Duality

there are moments of astonishment and resignation that hold me forever in debt and bondage to the memories I harbor from living a childhood in a small, factory town,
in a family in constant battle

I belonged to a family with a fatal attraction to intensity,
to instant gratification,
to outrageousness of response

we were instinctive, not thoughtful,
connoisseurs of fight and flight,
never happy unless we waged our own private war against the rest of the world,
priding ourselves in our ability to survive

and the war just repeated and repeated itself,
only revealing itself to be a war against ourselves,
lives in constant, unrelenting tension,
always dancing with blind risk and driven by fear of exposure,
a life composed of ice and falling rock

these frequent moments of surprise and consecration center around a singular fear –
a fear of emptiness in life, nihility, boredom,
the hopelessness of a life devoid of thoughtful action;
it is the death-in-life of the masked perpetuity of middle class,
the fear of the kind of deep dive that brings forth truth which sends a shiver through my soul

I often try to ground myself,
remembering the days so long ago when I buried my tiny bare toes in the clean grass,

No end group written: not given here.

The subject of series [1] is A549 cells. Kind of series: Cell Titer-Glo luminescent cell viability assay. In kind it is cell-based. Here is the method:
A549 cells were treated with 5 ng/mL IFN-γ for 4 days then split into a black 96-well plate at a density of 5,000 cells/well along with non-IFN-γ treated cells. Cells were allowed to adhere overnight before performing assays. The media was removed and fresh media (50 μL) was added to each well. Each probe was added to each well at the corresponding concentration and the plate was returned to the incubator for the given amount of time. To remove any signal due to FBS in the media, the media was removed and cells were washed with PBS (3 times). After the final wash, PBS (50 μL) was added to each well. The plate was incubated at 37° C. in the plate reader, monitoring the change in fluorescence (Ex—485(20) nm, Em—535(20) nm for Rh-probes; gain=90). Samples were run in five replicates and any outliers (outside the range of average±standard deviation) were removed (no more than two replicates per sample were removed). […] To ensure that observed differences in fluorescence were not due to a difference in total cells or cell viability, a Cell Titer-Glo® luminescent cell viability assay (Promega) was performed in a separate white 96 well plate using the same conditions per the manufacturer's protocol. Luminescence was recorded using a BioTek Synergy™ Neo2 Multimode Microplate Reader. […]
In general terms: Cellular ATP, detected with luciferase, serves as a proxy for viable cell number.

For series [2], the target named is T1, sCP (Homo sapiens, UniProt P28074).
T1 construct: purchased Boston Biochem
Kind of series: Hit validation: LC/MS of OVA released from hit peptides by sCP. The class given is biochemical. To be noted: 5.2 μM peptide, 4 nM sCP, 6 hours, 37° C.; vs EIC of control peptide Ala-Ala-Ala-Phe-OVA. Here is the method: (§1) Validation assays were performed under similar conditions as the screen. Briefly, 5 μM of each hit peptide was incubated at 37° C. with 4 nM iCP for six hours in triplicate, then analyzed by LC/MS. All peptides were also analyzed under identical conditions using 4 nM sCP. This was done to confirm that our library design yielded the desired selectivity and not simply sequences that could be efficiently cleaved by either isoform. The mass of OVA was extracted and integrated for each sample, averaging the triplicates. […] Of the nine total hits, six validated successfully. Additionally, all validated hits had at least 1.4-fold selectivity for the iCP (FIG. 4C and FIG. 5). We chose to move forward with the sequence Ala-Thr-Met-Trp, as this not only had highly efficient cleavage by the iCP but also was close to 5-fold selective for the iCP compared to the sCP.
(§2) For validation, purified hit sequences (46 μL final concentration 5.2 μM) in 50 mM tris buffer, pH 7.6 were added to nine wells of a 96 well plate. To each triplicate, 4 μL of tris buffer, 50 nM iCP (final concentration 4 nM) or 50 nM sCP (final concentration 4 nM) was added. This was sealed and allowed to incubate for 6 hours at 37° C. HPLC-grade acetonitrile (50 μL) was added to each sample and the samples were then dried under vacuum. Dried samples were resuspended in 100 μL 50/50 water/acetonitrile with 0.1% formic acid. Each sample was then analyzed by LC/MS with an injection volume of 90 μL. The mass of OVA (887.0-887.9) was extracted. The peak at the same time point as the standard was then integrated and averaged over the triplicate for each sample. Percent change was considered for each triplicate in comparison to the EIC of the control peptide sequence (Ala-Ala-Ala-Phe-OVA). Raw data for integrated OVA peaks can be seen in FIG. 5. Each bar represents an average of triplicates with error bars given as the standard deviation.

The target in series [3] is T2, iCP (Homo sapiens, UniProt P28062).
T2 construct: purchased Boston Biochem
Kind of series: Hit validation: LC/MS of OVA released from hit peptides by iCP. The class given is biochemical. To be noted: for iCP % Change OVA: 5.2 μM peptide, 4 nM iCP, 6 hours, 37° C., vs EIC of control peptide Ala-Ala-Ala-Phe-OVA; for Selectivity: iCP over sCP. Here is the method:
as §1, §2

the fresh smell of rain seeping through the cheap wooden screen door as I stood, listening, with my innocent forehead pressed against it,
and I try to duplicate it –
if I walk my tired bones before the sun rises,
take the time to breathe in the silence of the air and feel the moonlight on my face,
I am sometimes able to connect myself to the deep hum of the planet,
inject life into the marrow of these papery bones

but if I continuously turn on the television or bury my face in the rabbitole of my phone to avoid an evening alone with myself,
it feels as if I am admitting my membership with the living dead

it is the humble, messy, industrial town part,
the splintered, chaotic part of me that is most quintessentially and fiercely alive

those small town, tumultuous memories are the ones that infiltrate the entirety of whatever authenticity I continually bring to light as an aging woman

it is an intricate duality that exists –
they can both fuel and extinguish my flame if I let them

In Me

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There’s something in that small town
In the blood coursing through their veins
There’s something in the way they live
In me that still remains

I tried to hide, to run far away
Pretend I would never be
One of them or one of those
Who felt lesser comparatively

Except, them was not the whole town
It was within familiar walls
That they from whom I was running
Took shelter from life’s falls

And no amount of distance
No box put on a shelf
Could allow me to run quite far enough
Away from myself

-photo credit midwestliving.com; shared as part of the dVerse Poets Pub Open Mic Night